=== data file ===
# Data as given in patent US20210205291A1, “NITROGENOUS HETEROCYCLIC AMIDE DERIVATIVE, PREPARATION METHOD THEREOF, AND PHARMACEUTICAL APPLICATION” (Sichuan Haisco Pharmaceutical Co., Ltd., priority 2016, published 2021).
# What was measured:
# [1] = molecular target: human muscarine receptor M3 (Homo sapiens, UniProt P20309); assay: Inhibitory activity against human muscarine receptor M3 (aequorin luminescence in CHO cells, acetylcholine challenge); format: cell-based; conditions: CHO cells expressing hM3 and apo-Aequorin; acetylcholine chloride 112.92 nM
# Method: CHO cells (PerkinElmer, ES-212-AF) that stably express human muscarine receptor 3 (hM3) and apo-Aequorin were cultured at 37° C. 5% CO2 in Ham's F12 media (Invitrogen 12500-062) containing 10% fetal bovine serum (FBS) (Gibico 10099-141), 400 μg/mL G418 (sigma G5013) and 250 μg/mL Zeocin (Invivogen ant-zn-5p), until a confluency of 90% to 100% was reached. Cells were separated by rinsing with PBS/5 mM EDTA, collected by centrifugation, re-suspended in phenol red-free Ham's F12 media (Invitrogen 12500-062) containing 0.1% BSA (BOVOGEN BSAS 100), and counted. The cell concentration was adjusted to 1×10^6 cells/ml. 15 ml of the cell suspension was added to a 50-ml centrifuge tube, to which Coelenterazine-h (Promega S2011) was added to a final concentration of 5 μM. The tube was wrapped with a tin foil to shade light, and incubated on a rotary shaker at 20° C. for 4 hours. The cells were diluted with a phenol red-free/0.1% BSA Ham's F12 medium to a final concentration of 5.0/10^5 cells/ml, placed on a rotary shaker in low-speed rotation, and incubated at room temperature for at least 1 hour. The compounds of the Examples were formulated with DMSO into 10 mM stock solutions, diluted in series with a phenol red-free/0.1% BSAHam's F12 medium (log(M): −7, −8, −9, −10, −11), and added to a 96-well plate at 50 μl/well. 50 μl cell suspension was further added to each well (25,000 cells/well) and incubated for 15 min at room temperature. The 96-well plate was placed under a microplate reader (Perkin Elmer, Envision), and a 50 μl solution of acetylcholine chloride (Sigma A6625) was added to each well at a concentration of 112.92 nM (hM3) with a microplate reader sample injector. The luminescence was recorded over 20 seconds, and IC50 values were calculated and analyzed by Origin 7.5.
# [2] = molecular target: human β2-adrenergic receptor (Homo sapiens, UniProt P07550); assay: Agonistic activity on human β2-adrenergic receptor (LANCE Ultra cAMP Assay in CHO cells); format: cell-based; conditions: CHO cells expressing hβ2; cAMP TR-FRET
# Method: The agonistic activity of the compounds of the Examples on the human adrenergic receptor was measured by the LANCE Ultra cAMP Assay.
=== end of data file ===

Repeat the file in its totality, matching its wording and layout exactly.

# Data as given in patent US20210205291A1, “NITROGENOUS HETEROCYCLIC AMIDE DERIVATIVE, PREPARATION METHOD THEREOF, AND PHARMACEUTICAL APPLICATION” (Sichuan Haisco Pharmaceutical Co., Ltd., priority 2016, published 2021).
# What was measured:
# [1] = molecular target: human muscarine receptor M3 (Homo sapiens, UniProt P20309); assay: Inhibitory activity against human muscarine receptor M3 (aequorin luminescence in CHO cells, acetylcholine challenge); format: cell-based; conditions: CHO cells expressing hM3 and apo-Aequorin; acetylcholine chloride 112.92 nM
# Method: CHO cells (PerkinElmer, ES-212-AF) that stably express human muscarine receptor 3 (hM3) and apo-Aequorin were cultured at 37° C. 5% CO2 in Ham's F12 media (Invitrogen 12500-062) containing 10% fetal bovine serum (FBS) (Gibico 10099-141), 400 μg/mL G418 (sigma G5013) and 250 μg/mL Zeocin (Invivogen ant-zn-5p), until a confluency of 90% to 100% was reached. Cells were separated by rinsing with PBS/5 mM EDTA, collected by centrifugation, re-suspended in phenol red-free Ham's F12 media (Invitrogen 12500-062) containing 0.1% BSA (BOVOGEN BSAS 100), and counted. The cell concentration was adjusted to 1×10^6 cells/ml. 15 ml of the cell suspension was added to a 50-ml centrifuge tube, to which Coelenterazine-h (Promega S2011) was added to a final concentration of 5 μM. The tube was wrapped with a tin foil to shade light, and incubated on a rotary shaker at 20° C. for 4 hours. The cells were diluted with a phenol red-free/0.1% BSA Ham's F12 medium to a final concentration of 5.0/10^5 cells/ml, placed on a rotary shaker in low-speed rotation, and incubated at room temperature for at least 1 hour. The compounds of the Examples were formulated with DMSO into 10 mM stock solutions, diluted in series with a phenol red-free/0.1% BSAHam's F12 medium (log(M): −7, −8, −9, −10, −11), and added to a 96-well plate at 50 μl/well. 50 μl cell suspension was further added to each well (25,000 cells/well) and incubated for 15 min at room temperature. The 96-well plate was placed under a microplate reader (Perkin Elmer, Envision), and a 50 μl solution of acetylcholine chloride (Sigma A6625) was added to each well at a concentration of 112.92 nM (hM3) with a microplate reader sample injector. The luminescence was recorded over 20 seconds, and IC50 values were calculated and analyzed by Origin 7.5.
# [2] = molecular target: human β2-adrenergic receptor (Homo sapiens, UniProt P07550); assay: Agonistic activity on human β2-adrenergic receptor (LANCE Ultra cAMP Assay in CHO cells); format: cell-based; conditions: CHO cells expressing hβ2; cAMP TR-FRET
# Method: The agonistic activity of the compounds of the Examples on the human adrenergic receptor was measured by the LANCE Ultra cAMP Assay.